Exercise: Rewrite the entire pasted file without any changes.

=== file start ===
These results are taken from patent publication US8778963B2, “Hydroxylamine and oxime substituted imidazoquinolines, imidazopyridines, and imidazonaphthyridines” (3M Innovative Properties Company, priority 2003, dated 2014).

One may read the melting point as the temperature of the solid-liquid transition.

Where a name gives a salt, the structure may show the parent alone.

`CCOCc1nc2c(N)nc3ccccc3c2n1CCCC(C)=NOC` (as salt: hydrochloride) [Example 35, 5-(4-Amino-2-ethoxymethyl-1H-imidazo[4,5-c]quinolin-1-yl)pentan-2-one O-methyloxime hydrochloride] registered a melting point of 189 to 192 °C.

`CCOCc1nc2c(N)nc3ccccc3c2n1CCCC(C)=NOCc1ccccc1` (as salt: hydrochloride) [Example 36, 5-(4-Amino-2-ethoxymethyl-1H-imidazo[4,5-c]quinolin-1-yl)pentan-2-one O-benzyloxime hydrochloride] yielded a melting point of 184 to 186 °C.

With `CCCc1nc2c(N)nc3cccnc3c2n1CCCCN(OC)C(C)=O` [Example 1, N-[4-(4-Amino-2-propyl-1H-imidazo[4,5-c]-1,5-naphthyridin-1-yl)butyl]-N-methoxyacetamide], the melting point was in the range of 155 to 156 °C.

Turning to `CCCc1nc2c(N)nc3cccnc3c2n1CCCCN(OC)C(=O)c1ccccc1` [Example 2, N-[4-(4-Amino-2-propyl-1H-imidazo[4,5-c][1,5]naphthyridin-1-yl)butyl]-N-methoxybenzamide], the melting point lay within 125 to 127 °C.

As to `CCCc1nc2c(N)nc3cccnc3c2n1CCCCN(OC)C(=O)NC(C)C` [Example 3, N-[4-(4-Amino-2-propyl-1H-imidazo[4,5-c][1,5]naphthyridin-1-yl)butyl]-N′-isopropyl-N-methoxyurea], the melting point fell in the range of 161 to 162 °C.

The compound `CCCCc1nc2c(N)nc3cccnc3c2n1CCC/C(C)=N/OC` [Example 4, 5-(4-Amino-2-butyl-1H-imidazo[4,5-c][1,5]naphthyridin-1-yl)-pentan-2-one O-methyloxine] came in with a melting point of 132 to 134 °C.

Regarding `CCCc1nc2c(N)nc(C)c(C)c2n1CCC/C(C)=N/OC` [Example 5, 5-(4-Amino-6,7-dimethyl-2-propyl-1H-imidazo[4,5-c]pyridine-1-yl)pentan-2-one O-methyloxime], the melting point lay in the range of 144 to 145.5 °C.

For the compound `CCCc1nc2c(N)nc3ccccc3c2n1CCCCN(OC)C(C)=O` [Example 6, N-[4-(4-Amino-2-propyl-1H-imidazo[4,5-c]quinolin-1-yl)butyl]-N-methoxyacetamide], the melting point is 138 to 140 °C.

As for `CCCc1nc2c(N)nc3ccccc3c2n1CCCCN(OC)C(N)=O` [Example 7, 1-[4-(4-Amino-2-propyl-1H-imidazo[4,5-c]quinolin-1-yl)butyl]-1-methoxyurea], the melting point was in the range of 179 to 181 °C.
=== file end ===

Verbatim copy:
These results are taken from patent publication US8778963B2, “Hydroxylamine and oxime substituted imidazoquinolines, imidazopyridines, and imidazonaphthyridines” (3M Innovative Properties Company, priority 2003, dated 2014).

One may read the melting point as the temperature of the solid-liquid transition.

Where a name gives a salt, the structure may show the parent alone.

`CCOCc1nc2c(N)nc3ccccc3c2n1CCCC(C)=NOC` (as salt: hydrochloride) [Example 35, 5-(4-Amino-2-ethoxymethyl-1H-imidazo[4,5-c]quinolin-1-yl)pentan-2-one O-methyloxime hydrochloride] registered a melting point of 189 to 192 °C.

`CCOCc1nc2c(N)nc3ccccc3c2n1CCCC(C)=NOCc1ccccc1` (as salt: hydrochloride) [Example 36, 5-(4-Amino-2-ethoxymethyl-1H-imidazo[4,5-c]quinolin-1-yl)pentan-2-one O-benzyloxime hydrochloride] yielded a melting point of 184 to 186 °C.

With `CCCc1nc2c(N)nc3cccnc3c2n1CCCCN(OC)C(C)=O` [Example 1, N-[4-(4-Amino-2-propyl-1H-imidazo[4,5-c]-1,5-naphthyridin-1-yl)butyl]-N-methoxyacetamide], the melting point was in the range of 155 to 156 °C.

Turning to `CCCc1nc2c(N)nc3cccnc3c2n1CCCCN(OC)C(=O)c1ccccc1` [Example 2, N-[4-(4-Amino-2-propyl-1H-imidazo[4,5-c][1,5]naphthyridin-1-yl)butyl]-N-methoxybenzamide], the melting point lay within 125 to 127 °C.

As to `CCCc1nc2c(N)nc3cccnc3c2n1CCCCN(OC)C(=O)NC(C)C` [Example 3, N-[4-(4-Amino-2-propyl-1H-imidazo[4,5-c][1,5]naphthyridin-1-yl)butyl]-N′-isopropyl-N-methoxyurea], the melting point fell in the range of 161 to 162 °C.

The compound `CCCCc1nc2c(N)nc3cccnc3c2n1CCC/C(C)=N/OC` [Example 4, 5-(4-Amino-2-butyl-1H-imidazo[4,5-c][1,5]naphthyridin-1-yl)-pentan-2-one O-methyloxine] came in with a melting point of 132 to 134 °C.

Regarding `CCCc1nc2c(N)nc(C)c(C)c2n1CCC/C(C)=N/OC` [Example 5, 5-(4-Amino-6,7-dimethyl-2-propyl-1H-imidazo[4,5-c]pyridine-1-yl)pentan-2-one O-methyloxime], the melting point lay in the range of 144 to 145.5 °C.

For the compound `CCCc1nc2c(N)nc3ccccc3c2n1CCCCN(OC)C(C)=O` [Example 6, N-[4-(4-Amino-2-propyl-1H-imidazo[4,5-c]quinolin-1-yl)butyl]-N-methoxyacetamide], the melting point is 138 to 140 °C.

As for `CCCc1nc2c(N)nc3ccccc3c2n1CCCCN(OC)C(N)=O` [Example 7, 1-[4-(4-Amino-2-propyl-1H-imidazo[4,5-c]quinolin-1-yl)butyl]-1-methoxyurea], the melting point was in the range of 179 to 181 °C.